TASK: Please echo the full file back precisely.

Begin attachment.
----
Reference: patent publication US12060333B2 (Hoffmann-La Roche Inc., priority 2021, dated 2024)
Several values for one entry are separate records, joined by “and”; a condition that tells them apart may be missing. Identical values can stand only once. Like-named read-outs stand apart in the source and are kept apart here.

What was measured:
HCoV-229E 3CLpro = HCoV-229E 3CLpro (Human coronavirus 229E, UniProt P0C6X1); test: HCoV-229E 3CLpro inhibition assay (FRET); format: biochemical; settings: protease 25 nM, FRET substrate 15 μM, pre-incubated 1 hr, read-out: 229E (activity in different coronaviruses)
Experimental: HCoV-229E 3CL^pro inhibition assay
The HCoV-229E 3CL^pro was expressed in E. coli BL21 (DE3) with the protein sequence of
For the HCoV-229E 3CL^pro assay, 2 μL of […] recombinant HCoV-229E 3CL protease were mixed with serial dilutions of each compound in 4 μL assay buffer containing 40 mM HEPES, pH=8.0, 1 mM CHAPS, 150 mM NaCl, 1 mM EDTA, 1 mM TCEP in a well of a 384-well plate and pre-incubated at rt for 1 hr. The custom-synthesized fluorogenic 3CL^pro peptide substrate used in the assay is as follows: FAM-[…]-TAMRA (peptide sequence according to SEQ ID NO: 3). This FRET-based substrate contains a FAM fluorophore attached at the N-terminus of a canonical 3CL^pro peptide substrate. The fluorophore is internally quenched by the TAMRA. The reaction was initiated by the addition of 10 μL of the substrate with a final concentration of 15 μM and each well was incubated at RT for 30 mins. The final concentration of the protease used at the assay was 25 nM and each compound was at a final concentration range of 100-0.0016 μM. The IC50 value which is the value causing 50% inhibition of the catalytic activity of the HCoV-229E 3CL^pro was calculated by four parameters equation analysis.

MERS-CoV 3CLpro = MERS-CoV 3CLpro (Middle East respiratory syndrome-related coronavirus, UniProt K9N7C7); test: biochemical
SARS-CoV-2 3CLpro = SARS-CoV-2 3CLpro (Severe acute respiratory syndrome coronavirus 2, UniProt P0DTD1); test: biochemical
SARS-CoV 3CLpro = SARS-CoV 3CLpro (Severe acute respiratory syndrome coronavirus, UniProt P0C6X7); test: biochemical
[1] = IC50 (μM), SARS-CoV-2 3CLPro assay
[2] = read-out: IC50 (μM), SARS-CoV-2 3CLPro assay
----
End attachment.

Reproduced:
Reference: patent publication US12060333B2 (Hoffmann-La Roche Inc., priority 2021, dated 2024)
Several values for one entry are separate records, joined by “and”; a condition that tells them apart may be missing. Identical values can stand only once. Like-named read-outs stand apart in the source and are kept apart here.

What was measured:
HCoV-229E 3CLpro = HCoV-229E 3CLpro (Human coronavirus 229E, UniProt P0C6X1); test: HCoV-229E 3CLpro inhibition assay (FRET); format: biochemical; settings: protease 25 nM, FRET substrate 15 μM, pre-incubated 1 hr, read-out: 229E (activity in different coronaviruses)
Experimental: HCoV-229E 3CL^pro inhibition assay
The HCoV-229E 3CL^pro was expressed in E. coli BL21 (DE3) with the protein sequence of
For the HCoV-229E 3CL^pro assay, 2 μL of […] recombinant HCoV-229E 3CL protease were mixed with serial dilutions of each compound in 4 μL assay buffer containing 40 mM HEPES, pH=8.0, 1 mM CHAPS, 150 mM NaCl, 1 mM EDTA, 1 mM TCEP in a well of a 384-well plate and pre-incubated at rt for 1 hr. The custom-synthesized fluorogenic 3CL^pro peptide substrate used in the assay is as follows: FAM-[…]-TAMRA (peptide sequence according to SEQ ID NO: 3). This FRET-based substrate contains a FAM fluorophore attached at the N-terminus of a canonical 3CL^pro peptide substrate. The fluorophore is internally quenched by the TAMRA. The reaction was initiated by the addition of 10 μL of the substrate with a final concentration of 15 μM and each well was incubated at RT for 30 mins. The final concentration of the protease used at the assay was 25 nM and each compound was at a final concentration range of 100-0.0016 μM. The IC50 value which is the value causing 50% inhibition of the catalytic activity of the HCoV-229E 3CL^pro was calculated by four parameters equation analysis.

MERS-CoV 3CLpro = MERS-CoV 3CLpro (Middle East respiratory syndrome-related coronavirus, UniProt K9N7C7); test: biochemical
SARS-CoV-2 3CLpro = SARS-CoV-2 3CLpro (Severe acute respiratory syndrome coronavirus 2, UniProt P0DTD1); test: biochemical
SARS-CoV 3CLpro = SARS-CoV 3CLpro (Severe acute respiratory syndrome coronavirus, UniProt P0C6X7); test: biochemical
[1] = IC50 (μM), SARS-CoV-2 3CLPro assay
[2] = read-out: IC50 (μM), SARS-CoV-2 3CLPro assay